The National Science Foundation also provides funds for industry-university collaborations in engineering for twenty centers (as of February 2002). These centers are hybrids that combine basic with applied research projects, and they receive NSF support for up to eleven years.

University-industry research collaborations merge basic and applied research. Incremental research and product development often occur in industrial labs. However, industry scientists report that when they are involved in breakthrough discoveries, it is important to maintain close alliances with university researchers so that they can gain a better understanding of the science that underlies the discovery.

Academic-industry research relationships take other forms, as well. For example, some companies will gift scientific equipment to university researchers to conduct their studies. Although it is called gifting, companies expect that university researchers will somehow repay their generosity by communicating any cutting-edge research results related to the use of the equipment. This gives companies an edge in innovation, as they can capitalize on the research results and create new, potentially profitable, products.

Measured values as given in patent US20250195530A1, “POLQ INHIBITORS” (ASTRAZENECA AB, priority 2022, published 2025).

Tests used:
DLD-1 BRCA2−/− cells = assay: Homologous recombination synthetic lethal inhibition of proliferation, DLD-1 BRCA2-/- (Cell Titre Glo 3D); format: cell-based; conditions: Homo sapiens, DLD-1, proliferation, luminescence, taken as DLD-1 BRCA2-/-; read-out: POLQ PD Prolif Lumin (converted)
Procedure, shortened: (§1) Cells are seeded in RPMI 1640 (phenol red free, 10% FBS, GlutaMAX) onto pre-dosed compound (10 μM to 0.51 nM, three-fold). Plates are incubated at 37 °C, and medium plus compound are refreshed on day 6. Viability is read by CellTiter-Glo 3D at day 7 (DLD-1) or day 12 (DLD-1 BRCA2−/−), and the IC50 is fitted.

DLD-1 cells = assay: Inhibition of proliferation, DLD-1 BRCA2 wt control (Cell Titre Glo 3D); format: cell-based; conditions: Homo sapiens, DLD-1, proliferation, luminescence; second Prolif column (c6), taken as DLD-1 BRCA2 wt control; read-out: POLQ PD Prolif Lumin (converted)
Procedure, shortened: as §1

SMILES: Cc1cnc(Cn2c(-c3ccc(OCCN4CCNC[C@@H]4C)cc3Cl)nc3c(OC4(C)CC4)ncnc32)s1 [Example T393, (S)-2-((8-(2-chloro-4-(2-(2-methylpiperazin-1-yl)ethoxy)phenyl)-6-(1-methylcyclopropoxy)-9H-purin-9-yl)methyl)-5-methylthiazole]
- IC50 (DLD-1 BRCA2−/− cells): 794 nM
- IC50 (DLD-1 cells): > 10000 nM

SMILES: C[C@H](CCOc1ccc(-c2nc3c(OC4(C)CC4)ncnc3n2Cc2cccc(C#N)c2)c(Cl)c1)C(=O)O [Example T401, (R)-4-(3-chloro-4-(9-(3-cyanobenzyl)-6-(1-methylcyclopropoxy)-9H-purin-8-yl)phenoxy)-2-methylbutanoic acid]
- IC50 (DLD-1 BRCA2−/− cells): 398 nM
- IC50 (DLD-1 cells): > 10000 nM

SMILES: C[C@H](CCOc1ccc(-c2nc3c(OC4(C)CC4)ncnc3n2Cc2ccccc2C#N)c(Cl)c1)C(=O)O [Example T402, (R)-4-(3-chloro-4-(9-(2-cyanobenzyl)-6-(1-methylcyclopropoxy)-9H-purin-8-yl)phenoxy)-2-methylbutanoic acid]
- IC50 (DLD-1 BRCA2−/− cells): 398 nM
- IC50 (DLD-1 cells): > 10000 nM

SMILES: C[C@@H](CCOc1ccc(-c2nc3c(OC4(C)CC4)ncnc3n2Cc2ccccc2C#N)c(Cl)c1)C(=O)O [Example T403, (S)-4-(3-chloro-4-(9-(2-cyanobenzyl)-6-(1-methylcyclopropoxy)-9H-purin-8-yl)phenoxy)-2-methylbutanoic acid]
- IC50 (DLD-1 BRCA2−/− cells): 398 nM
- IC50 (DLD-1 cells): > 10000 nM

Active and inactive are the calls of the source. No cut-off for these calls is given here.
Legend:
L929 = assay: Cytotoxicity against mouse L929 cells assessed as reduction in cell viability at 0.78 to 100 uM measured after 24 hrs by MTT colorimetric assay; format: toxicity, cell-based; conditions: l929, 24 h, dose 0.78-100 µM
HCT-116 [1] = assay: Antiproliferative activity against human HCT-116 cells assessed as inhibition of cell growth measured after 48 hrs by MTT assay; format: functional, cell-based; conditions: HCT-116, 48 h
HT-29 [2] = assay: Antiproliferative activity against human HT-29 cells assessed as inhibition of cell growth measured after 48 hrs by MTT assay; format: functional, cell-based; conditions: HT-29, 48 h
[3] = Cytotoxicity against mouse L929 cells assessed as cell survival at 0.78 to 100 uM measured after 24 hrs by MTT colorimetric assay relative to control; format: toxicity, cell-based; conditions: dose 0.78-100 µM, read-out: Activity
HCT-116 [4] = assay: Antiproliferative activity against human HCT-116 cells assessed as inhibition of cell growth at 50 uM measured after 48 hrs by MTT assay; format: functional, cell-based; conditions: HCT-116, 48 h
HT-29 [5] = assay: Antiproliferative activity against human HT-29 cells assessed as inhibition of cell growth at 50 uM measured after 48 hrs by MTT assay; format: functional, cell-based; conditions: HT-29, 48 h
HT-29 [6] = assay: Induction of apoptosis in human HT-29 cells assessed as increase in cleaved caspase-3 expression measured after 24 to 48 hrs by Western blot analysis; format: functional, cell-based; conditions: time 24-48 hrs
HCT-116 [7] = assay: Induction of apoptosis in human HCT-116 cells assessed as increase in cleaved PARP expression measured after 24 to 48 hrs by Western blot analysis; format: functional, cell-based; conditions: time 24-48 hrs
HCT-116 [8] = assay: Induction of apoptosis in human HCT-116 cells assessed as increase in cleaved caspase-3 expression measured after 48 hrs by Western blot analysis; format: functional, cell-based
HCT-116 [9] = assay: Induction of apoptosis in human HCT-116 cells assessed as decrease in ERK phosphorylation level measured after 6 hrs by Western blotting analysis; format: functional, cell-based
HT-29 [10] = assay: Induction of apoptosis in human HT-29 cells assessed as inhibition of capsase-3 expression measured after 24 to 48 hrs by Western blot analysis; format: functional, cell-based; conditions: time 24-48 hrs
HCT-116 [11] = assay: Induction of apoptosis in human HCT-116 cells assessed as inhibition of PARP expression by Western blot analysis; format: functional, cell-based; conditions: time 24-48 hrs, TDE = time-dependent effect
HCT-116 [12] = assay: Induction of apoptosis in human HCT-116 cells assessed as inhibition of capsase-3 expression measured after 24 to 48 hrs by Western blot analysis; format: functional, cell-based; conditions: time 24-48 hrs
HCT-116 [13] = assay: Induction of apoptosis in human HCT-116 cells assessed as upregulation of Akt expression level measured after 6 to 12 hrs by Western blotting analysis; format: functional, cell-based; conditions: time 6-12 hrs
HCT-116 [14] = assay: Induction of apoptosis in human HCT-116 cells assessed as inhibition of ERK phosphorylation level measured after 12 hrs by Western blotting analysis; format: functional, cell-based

Frequently, university-industry research collaborations take the form of clinical trials for drugs and medical devices. Universities provide the technical expertise, patients, and physical space to conduct clinical trials while companies supply the drugs, equipment (both diagnostic and therapeutic), and money to operate the trials. The section that describes advantages will address how both researchers and companies benefit from this relationship.

Advantages of the Collaborative Relationships